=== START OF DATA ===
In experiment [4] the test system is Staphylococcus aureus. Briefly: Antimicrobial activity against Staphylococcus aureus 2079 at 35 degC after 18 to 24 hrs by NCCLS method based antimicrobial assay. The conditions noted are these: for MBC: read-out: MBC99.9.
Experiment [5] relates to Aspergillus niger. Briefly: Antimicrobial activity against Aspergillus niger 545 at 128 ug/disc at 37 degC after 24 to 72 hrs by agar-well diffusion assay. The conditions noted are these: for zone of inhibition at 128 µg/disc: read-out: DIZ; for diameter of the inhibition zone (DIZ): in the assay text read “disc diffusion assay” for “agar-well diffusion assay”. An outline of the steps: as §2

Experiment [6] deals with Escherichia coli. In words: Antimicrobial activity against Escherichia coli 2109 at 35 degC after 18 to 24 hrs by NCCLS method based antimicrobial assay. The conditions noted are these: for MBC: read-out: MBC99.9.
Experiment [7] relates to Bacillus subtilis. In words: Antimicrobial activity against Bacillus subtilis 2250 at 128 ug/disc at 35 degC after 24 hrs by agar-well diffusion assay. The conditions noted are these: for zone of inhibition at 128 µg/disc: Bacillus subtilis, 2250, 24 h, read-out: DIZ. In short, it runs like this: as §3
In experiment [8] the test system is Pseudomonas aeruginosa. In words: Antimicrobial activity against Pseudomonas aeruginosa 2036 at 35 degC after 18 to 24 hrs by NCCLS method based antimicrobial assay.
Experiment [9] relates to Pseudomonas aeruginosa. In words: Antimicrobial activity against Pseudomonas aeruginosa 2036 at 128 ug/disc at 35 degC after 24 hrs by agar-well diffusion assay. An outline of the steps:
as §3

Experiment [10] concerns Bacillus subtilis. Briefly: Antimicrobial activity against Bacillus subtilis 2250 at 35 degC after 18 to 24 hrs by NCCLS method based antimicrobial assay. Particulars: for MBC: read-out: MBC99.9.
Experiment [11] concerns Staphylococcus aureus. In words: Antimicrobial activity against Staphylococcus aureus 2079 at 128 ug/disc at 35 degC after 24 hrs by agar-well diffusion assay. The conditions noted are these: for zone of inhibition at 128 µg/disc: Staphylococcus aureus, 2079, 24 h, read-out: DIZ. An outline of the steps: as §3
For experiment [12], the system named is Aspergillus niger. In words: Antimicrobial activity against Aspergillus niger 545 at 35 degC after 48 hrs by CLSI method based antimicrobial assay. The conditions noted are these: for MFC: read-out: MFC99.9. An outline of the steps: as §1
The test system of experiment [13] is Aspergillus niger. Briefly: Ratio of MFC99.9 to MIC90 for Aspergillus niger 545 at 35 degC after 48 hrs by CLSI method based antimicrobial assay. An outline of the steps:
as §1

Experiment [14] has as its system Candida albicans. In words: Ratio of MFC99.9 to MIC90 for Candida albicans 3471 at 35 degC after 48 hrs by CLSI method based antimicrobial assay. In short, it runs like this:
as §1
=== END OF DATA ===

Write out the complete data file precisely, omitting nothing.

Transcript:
In experiment [4] the test system is Staphylococcus aureus. Briefly: Antimicrobial activity against Staphylococcus aureus 2079 at 35 degC after 18 to 24 hrs by NCCLS method based antimicrobial assay. The conditions noted are these: for MBC: read-out: MBC99.9.
Experiment [5] relates to Aspergillus niger. Briefly: Antimicrobial activity against Aspergillus niger 545 at 128 ug/disc at 37 degC after 24 to 72 hrs by agar-well diffusion assay. The conditions noted are these: for zone of inhibition at 128 µg/disc: read-out: DIZ; for diameter of the inhibition zone (DIZ): in the assay text read “disc diffusion assay” for “agar-well diffusion assay”. An outline of the steps: as §2

Experiment [6] deals with Escherichia coli. In words: Antimicrobial activity against Escherichia coli 2109 at 35 degC after 18 to 24 hrs by NCCLS method based antimicrobial assay. The conditions noted are these: for MBC: read-out: MBC99.9.
Experiment [7] relates to Bacillus subtilis. In words: Antimicrobial activity against Bacillus subtilis 2250 at 128 ug/disc at 35 degC after 24 hrs by agar-well diffusion assay. The conditions noted are these: for zone of inhibition at 128 µg/disc: Bacillus subtilis, 2250, 24 h, read-out: DIZ. In short, it runs like this: as §3
In experiment [8] the test system is Pseudomonas aeruginosa. In words: Antimicrobial activity against Pseudomonas aeruginosa 2036 at 35 degC after 18 to 24 hrs by NCCLS method based antimicrobial assay.
Experiment [9] relates to Pseudomonas aeruginosa. In words: Antimicrobial activity against Pseudomonas aeruginosa 2036 at 128 ug/disc at 35 degC after 24 hrs by agar-well diffusion assay. An outline of the steps:
as §3

Experiment [10] concerns Bacillus subtilis. Briefly: Antimicrobial activity against Bacillus subtilis 2250 at 35 degC after 18 to 24 hrs by NCCLS method based antimicrobial assay. Particulars: for MBC: read-out: MBC99.9.
Experiment [11] concerns Staphylococcus aureus. In words: Antimicrobial activity against Staphylococcus aureus 2079 at 128 ug/disc at 35 degC after 24 hrs by agar-well diffusion assay. The conditions noted are these: for zone of inhibition at 128 µg/disc: Staphylococcus aureus, 2079, 24 h, read-out: DIZ. An outline of the steps: as §3
For experiment [12], the system named is Aspergillus niger. In words: Antimicrobial activity against Aspergillus niger 545 at 35 degC after 48 hrs by CLSI method based antimicrobial assay. The conditions noted are these: for MFC: read-out: MFC99.9. An outline of the steps: as §1
The test system of experiment [13] is Aspergillus niger. Briefly: Ratio of MFC99.9 to MIC90 for Aspergillus niger 545 at 35 degC after 48 hrs by CLSI method based antimicrobial assay. An outline of the steps:
as §1

Experiment [14] has as its system Candida albicans. In words: Ratio of MFC99.9 to MIC90 for Candida albicans 3471 at 35 degC after 48 hrs by CLSI method based antimicrobial assay. In short, it runs like this:
as §1